She closes her eyes and sighs, a smile lifting the corners of her lips. I lie there in the semi-darkness, watching her chest rise and fall with the steady rhythm of sleep, and I heave a sigh of relief.
Every night, when she closes her eyes, terror grips my heart. That the next morning, I will wake up, and she will have left me. Not by choice. Never by choice.
Cancer, they said. Incurable, they said.
I wanted to believe otherwise. I prayed for it to be otherwise, but she faced it with a strength that left me floundering. Her eyes remained bright and green whenever she looked at me, even when the dark circles seemed to be leeching the colour away from her cheeks. She let me apply blush to her skin, lipstick to her lips, and hope to her heart. I always wished for it to be enough.
The next morning, when I wake up, she is curled up into me, tucking her cold nose into the juncture between my neck and shoulder. One arm lies over my waist, and I cradle her head, allowing myself this one moment of weakness.
Just one moment, I promise, just as I always promised myself, as I run my hand through the short, brown locks that lie messily on top of her head. It always takes me by surprise, that the long hair I used to braid in intricate twists is gone. But she said nothing about it, so I will say nothing too.
I bring her breakfast in bed, like I had taken to doing. She laughs at me when she wakes up, sleepy and warm, and so alive, when she sees the table beside the bed, laden with as many dishes as I could make, in the hope of tempting a vanishing appetite.
“You know what?” She murmurs later that day, as we lie side by side under the covers, her head on my chest, right over my heart.
“Hm?” I keep the slow pace with which I comb through her hair with my fingers. The air feels tentative, fragile, as if one wrong move would shatter everything.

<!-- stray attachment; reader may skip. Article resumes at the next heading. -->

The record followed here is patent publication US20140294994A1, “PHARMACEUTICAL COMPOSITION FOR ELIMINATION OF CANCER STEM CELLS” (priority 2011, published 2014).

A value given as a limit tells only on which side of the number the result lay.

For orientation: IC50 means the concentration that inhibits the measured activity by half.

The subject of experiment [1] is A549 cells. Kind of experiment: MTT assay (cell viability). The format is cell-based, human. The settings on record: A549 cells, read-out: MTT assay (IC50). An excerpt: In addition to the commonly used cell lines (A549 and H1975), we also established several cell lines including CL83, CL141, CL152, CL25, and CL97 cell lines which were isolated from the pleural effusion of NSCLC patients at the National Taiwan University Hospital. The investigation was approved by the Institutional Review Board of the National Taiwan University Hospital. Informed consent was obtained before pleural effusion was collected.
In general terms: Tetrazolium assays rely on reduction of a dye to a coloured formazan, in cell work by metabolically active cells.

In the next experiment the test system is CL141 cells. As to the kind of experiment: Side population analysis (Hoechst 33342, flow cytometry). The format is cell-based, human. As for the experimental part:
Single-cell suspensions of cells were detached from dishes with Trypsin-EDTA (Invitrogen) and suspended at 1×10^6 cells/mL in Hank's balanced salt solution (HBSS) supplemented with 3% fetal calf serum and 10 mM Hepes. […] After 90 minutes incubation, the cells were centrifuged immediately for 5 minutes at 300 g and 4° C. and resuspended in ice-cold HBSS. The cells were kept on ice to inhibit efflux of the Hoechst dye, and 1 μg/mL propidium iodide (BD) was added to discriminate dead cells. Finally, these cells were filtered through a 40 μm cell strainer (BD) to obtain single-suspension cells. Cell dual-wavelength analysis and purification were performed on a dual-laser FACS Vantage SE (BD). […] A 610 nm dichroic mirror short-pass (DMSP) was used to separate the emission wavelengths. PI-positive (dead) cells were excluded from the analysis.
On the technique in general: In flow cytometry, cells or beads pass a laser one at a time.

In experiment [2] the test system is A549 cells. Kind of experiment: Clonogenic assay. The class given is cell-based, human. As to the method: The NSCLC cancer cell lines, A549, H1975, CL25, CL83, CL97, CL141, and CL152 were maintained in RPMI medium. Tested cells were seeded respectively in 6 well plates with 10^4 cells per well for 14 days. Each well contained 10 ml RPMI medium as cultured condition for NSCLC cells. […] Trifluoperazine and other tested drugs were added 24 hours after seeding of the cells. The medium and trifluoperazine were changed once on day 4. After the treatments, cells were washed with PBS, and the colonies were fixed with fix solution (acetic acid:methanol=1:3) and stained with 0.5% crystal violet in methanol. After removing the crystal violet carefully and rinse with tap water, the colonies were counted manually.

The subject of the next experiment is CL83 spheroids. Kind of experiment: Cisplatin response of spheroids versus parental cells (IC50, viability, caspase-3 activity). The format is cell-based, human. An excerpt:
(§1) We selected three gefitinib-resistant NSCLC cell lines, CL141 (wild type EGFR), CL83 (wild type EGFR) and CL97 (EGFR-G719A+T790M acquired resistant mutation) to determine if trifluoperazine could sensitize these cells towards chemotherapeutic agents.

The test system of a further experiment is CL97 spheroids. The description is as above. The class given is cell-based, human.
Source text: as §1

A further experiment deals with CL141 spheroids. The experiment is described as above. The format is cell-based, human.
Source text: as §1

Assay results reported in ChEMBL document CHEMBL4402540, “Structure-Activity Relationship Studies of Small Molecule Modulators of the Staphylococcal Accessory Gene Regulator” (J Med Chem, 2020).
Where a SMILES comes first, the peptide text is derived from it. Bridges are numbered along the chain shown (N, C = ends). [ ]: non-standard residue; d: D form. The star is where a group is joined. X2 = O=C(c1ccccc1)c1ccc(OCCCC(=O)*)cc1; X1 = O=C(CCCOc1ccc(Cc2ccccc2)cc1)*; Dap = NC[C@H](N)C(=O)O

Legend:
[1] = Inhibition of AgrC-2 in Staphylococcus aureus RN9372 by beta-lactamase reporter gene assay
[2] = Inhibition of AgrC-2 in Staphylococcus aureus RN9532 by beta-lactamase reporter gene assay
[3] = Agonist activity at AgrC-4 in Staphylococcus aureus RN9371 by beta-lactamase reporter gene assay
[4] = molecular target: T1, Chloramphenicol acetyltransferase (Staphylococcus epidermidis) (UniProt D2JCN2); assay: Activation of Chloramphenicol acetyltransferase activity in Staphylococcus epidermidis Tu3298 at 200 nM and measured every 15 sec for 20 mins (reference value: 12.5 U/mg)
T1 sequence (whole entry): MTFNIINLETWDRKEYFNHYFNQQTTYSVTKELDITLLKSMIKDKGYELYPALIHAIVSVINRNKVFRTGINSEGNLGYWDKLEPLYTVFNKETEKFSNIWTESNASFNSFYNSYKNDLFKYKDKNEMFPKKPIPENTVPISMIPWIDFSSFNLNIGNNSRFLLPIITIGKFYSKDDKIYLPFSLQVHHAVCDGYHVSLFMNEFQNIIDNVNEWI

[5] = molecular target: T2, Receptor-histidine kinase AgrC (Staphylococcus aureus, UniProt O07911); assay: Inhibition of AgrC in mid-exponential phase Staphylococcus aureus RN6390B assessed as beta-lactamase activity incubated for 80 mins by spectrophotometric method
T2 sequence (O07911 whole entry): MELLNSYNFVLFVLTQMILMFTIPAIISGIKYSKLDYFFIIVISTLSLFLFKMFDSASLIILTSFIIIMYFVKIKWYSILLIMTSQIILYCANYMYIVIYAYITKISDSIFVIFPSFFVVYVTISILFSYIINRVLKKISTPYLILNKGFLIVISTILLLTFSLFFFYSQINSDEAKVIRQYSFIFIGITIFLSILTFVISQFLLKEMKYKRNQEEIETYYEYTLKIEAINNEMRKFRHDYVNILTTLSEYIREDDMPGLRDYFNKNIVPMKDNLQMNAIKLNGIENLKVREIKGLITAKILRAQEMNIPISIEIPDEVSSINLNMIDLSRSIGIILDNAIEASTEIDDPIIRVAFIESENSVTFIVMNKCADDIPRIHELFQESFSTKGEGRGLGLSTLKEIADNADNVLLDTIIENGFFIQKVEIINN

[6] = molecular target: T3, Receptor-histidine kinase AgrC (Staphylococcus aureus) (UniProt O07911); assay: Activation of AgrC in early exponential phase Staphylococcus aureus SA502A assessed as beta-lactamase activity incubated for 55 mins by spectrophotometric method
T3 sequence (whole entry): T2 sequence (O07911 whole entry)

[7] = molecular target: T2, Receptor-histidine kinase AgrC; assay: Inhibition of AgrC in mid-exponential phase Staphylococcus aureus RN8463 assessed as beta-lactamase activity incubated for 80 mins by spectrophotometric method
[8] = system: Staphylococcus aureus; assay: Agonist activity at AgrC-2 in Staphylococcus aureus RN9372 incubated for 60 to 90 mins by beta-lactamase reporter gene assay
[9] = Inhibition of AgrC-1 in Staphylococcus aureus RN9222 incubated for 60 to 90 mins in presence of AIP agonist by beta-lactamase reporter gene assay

Her, me, and with it, this world we created for ourselves.
“I’m happy.” She looks up at me, and for the first time in a long time, there is colour in her cheeks and her eyes are soft and warm. “I’m really, really happy to have spent my time with you.”
“We’ve got a lot of time left,” I reply, hating how hollow those words sounded.
She simply shakes her head. “I don’t think so,” she confesses. “I’m really, really tired today.”
That night, she sleeps early. Her hands are cold as I cradle them, close to my heart.
“I’m holding on to you,” I whisper into her messy hair. “It’s going to be alright.”
She closes her eyes and sighs, a small smile lifting the corners of her lips.
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- Holding On To You - 13 Dec 2022
One thought on “Holding On To You”
The choice to keep dialogue to a minimum makes this feels like a very quiet, which just deepens the very peaceful sense of love and pain that’s conveyed here. It feels very real. The first-last line is such a beautiful choice too! It’s a very poignant piece.